I am writing in response to the front-page article in the Post about officials' plan to prevent tuk-tuks and motorbike-pulled trailers from travelling on Norodom Boulevard ("Tuk-tuks warned of new ban", July 30, 2009). The article stirred me to think of possible ways to improve tuk-tuk transportation in Cambodia, particularly in Phnom Penh.
There is no denying that tuk-tuks are an important mode of public transportation in Phnom Penh, serving locals at a fairly reasonable price. Some tourists prefer to travel via tuk-tuk to tour the city because they think it is safe and charming. The slow pace also allows them to take photos and chat with each other while travelling.
But the presence of tuk-tuks on the roads also adds to the chaos of traffic in Phnom Penh. Their large size makes them difficult to navigate, and some are obviously not built with safety in mind - such as those with very thin metal bars to support their back seats, which can be dangerous for larger passengers. Some tuk-tuks are powered by very weak and old motorbikes that cannot effectively transport heavy passengers and goods, leading to awkward turns that obstruct traffic.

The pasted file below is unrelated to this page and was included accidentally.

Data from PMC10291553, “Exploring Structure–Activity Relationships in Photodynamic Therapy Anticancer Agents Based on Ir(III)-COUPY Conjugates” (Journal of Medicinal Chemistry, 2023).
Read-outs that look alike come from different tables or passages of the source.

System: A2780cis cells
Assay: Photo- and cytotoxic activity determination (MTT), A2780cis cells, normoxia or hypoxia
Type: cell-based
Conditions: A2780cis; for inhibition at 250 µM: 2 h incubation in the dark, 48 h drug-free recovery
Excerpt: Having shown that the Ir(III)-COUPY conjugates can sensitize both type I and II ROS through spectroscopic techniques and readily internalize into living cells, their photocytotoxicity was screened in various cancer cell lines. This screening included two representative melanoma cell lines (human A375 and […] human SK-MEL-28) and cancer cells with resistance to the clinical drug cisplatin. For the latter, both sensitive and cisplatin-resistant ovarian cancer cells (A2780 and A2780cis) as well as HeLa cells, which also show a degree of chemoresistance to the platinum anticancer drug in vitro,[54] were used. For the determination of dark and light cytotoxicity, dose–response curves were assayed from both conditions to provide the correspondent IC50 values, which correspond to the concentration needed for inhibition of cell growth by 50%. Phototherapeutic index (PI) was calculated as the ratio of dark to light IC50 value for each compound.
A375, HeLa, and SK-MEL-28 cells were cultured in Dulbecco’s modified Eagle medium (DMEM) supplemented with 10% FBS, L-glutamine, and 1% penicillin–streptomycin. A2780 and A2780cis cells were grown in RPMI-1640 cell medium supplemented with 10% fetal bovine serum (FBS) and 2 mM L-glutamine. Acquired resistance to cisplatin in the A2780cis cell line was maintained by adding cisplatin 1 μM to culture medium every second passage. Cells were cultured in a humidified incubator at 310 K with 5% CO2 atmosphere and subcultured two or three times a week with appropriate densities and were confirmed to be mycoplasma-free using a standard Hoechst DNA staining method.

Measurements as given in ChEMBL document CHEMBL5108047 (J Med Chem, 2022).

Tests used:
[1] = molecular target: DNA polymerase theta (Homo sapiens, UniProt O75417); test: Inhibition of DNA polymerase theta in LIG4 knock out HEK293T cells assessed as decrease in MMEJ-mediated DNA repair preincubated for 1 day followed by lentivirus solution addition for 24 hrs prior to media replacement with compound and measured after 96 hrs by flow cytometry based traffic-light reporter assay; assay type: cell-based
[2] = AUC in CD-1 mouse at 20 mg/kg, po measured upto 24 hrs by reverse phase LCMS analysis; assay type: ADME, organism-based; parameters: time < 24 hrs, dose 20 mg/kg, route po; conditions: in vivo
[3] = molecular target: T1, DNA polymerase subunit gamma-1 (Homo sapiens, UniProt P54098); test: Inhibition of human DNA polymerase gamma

Instead of banning tuk-tuks from the streets, we should try to think of ways we can make them better, thereby improving transportation for everyone in the capital. Cambodia must have enough transportation experts to produce a tuk-tuk that is safer and more in line with Khmer design principles than those currently on the roads.
The development of such a model could probably be accomplished through a tuk-tuk design competition. The winning entry would need to be approved by the authorities, and then manufacturers could be licensed to produce the new model.
Everyone would stand to benefit from a move to improve our tuk-tuks rather than to ban them outright.
Send letters to: firstname.lastname@example.org or PO Box 146, Phnom Penh, Cambodia. The Post reserves the right to edit letters to a shorter length.
The views expressed above are solely the author's and do not reflect any positions taken by The Phnom Penh Post.